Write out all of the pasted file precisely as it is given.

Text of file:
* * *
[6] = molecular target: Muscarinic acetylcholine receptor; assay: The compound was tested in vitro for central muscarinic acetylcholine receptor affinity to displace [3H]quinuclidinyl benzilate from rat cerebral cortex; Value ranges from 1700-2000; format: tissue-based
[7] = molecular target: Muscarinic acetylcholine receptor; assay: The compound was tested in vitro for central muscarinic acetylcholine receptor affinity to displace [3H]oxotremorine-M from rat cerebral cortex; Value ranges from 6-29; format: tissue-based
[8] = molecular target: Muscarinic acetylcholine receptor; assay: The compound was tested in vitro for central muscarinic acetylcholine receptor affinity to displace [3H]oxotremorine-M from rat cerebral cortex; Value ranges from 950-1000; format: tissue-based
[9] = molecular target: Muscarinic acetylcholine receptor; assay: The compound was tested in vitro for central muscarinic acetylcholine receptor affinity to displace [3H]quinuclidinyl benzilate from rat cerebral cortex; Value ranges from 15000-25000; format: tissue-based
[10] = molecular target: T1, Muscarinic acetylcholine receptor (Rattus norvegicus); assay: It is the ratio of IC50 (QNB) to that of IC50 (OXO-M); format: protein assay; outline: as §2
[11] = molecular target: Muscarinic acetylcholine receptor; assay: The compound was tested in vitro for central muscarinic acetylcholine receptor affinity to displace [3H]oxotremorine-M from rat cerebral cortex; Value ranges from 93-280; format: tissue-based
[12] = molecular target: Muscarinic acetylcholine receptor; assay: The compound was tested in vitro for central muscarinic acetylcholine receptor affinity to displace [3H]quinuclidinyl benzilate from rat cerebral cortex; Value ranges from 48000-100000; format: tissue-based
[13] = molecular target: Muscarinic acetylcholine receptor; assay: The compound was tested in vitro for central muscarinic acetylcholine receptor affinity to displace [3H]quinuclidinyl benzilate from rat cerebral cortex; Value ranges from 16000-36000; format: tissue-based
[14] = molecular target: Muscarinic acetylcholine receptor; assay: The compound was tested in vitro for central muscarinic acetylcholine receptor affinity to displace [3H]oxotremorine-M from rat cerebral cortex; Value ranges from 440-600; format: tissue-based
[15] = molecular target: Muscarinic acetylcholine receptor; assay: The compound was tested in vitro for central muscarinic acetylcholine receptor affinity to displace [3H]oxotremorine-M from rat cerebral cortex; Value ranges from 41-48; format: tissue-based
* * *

[6] = molecular target: Muscarinic acetylcholine receptor; assay: The compound was tested in vitro for central muscarinic acetylcholine receptor affinity to displace [3H]quinuclidinyl benzilate from rat cerebral cortex; Value ranges from 1700-2000; format: tissue-based
[7] = molecular target: Muscarinic acetylcholine receptor; assay: The compound was tested in vitro for central muscarinic acetylcholine receptor affinity to displace [3H]oxotremorine-M from rat cerebral cortex; Value ranges from 6-29; format: tissue-based
[8] = molecular target: Muscarinic acetylcholine receptor; assay: The compound was tested in vitro for central muscarinic acetylcholine receptor affinity to displace [3H]oxotremorine-M from rat cerebral cortex; Value ranges from 950-1000; format: tissue-based
[9] = molecular target: Muscarinic acetylcholine receptor; assay: The compound was tested in vitro for central muscarinic acetylcholine receptor affinity to displace [3H]quinuclidinyl benzilate from rat cerebral cortex; Value ranges from 15000-25000; format: tissue-based
[10] = molecular target: T1, Muscarinic acetylcholine receptor (Rattus norvegicus); assay: It is the ratio of IC50 (QNB) to that of IC50 (OXO-M); format: protein assay; outline: as §2
[11] = molecular target: Muscarinic acetylcholine receptor; assay: The compound was tested in vitro for central muscarinic acetylcholine receptor affinity to displace [3H]oxotremorine-M from rat cerebral cortex; Value ranges from 93-280; format: tissue-based
[12] = molecular target: Muscarinic acetylcholine receptor; assay: The compound was tested in vitro for central muscarinic acetylcholine receptor affinity to displace [3H]quinuclidinyl benzilate from rat cerebral cortex; Value ranges from 48000-100000; format: tissue-based
[13] = molecular target: Muscarinic acetylcholine receptor; assay: The compound was tested in vitro for central muscarinic acetylcholine receptor affinity to displace [3H]quinuclidinyl benzilate from rat cerebral cortex; Value ranges from 16000-36000; format: tissue-based
[14] = molecular target: Muscarinic acetylcholine receptor; assay: The compound was tested in vitro for central muscarinic acetylcholine receptor affinity to displace [3H]oxotremorine-M from rat cerebral cortex; Value ranges from 440-600; format: tissue-based
[15] = molecular target: Muscarinic acetylcholine receptor; assay: The compound was tested in vitro for central muscarinic acetylcholine receptor affinity to displace [3H]oxotremorine-M from rat cerebral cortex; Value ranges from 41-48; format: tissue-based